Professor Doctor Le Van Trinh, head of the National Institute of Labour Protection, said there was still not an office in charge of controlling labour accidents and occupational diseases in rural areas.

"Administrative offices are still ignoring these areas," Trinh said.

The Ministry of Labour, Invalids and Social Affairs was the only office responsible for monitoring workplace accidents, he said.

Official figures on the number of occupational accidents were not available because fewer than 10 percent of enterprises reported their labour accidents annually, Trinh added.

The National Institute of Labour Protection, therefore, has no other alternative but to rely on hospitals for information about accidents and occupational diseases in rural areas.

By conducting a survey of about 1,000 patients at hospitals throughout the country, the institute found that nearly 66 percent of labourers working in the agriculture sector and craft villages had frequent contact with dust. About 60 percent had regular contact with harmful chemicals.

Job site accidents which resulted in abrasions to hands or feet accounted for nearly 39 percent of all agriculture production injuries. The figure was about 44 percent for craft village accidents.

Labourers suffering from respiratory, skin and gynaecological diseases made up 42 percent, 39 percent and 35 percent, respectively, at agriculture production sites; these figures were 54 percent, 46 percent and 38 percent in craft villages.

A report released by the International Labour Organisation said awareness and knowledge about labour safety and hygiene as well as environment protection among labourers in rural areas was still limited.

The organisation said this lack of awareness was one of the main reasons for the rising number of labour accidents and occupational diseases in these areas.

Farmer Nguyen Thi Quit of Thuan Hoa Commune in Hau Giang Province 's Long My District finally went to the Hau Giang General Hospital to receive treatment for her right eye when she could no longer stand the pain.

A leaf brushed across Quit's eye when she was harvesting sugar cane. It took a few days for the pain to surpass her threshold, but by that point the doctors told her it was too late. Her eye was permanently damaged.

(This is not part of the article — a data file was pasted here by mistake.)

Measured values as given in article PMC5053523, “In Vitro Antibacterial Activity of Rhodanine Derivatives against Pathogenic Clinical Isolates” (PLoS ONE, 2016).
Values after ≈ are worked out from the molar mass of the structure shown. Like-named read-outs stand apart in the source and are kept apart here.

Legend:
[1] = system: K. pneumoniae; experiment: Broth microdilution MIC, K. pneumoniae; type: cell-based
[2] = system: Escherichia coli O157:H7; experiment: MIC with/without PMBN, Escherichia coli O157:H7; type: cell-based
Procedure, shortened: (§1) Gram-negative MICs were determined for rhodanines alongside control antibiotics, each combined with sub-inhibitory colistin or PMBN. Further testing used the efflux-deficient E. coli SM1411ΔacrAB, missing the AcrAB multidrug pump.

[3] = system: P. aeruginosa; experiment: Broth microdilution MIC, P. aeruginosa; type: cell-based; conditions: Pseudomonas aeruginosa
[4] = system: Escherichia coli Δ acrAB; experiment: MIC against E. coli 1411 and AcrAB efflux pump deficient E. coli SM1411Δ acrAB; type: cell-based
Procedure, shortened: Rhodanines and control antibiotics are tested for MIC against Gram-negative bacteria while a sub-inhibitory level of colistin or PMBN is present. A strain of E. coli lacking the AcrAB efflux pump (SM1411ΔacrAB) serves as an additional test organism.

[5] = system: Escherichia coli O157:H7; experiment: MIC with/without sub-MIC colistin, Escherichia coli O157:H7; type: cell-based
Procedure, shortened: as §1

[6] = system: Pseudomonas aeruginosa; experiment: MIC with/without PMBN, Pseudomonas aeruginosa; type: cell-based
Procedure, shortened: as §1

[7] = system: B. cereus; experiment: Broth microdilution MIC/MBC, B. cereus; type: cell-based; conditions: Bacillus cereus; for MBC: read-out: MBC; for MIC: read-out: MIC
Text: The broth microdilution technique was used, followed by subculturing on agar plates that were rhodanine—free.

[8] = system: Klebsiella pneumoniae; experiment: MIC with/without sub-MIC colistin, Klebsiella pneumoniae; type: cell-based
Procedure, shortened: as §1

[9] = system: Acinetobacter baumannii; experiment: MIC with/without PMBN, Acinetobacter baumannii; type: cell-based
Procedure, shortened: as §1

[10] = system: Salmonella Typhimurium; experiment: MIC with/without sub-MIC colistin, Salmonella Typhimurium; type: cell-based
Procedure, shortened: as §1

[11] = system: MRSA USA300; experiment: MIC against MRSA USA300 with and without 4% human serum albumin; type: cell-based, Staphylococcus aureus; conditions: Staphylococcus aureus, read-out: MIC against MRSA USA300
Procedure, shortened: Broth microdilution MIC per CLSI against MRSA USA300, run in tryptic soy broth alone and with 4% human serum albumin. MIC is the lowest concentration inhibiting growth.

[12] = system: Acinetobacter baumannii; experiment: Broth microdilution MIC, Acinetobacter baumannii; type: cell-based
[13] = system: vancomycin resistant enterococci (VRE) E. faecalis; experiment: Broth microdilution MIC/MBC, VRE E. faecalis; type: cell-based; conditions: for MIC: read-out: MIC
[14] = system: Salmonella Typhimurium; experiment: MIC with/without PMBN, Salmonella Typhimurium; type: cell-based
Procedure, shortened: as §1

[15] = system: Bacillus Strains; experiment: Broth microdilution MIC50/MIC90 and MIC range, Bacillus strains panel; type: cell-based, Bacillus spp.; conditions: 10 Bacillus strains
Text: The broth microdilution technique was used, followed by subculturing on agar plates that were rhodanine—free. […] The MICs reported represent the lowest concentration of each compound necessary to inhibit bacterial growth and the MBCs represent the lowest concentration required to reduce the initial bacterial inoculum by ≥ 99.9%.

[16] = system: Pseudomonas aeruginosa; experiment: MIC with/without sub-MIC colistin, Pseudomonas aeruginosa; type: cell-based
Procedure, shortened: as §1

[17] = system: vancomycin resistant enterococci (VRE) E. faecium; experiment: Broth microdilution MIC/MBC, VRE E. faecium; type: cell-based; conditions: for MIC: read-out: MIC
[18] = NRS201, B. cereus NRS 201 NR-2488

In another case, farmer Tran Thanh Quang of Dong Thap Province 's Lai Vung District lost an eye because he used water from a rice field to wash out his eye. The eye became infected and doctors had to remove it out of fear of long-term infection.

Chac Ca Dao Channel, which links Chau Thanh District in An Giang Province with Rach Gia City in Kien Giang Province, has been dubbed by many as a ‘crippled' channel; dozens of labourers working at brick kilns along the channel have suffered damage to their fingers, legs and feet in workplace accidents.

Another survey found an increasing number of women suffering from gynaecological diseases in the Cuu Long ( Mekong ) Delta.

More than 17,300 women in Vinh Long Province have suffered from gynaecological problems since early this year, an increase of 4,000 cases compared with last year's figure.

In Hau Giang Province and Can Tho City, these figures were 12,413 and 24,000 women, respectively.

Doctor Tran Thi Lai, head of the Hau Giang Province 's Population and Family Planning branch, attributed the trend to limited awareness among the women, and the shortage of clean water and hygienic living conditions.

Lai said many women were ashamed and had never visited the doctor for an annual gynaecological exam even though many were married and already had children.

Trinh said agriculture was one of the sectors that exposed workers to dangerous and harmful factors that adversely impacted their heath. The use of dangerous agriculture machines and tools, lack of control over agricultural chemicals and difficult conditions for work-related health care services were the source of many of the problems.

He said legal documents concerning labour accidents and occupational diseases in rural areas had yet to be completed. The problem was compounded by the shortage of inspectors to assess and supervise labour safety and hygiene standards nationwide.

There are currently only 600 inspectors working in this area./.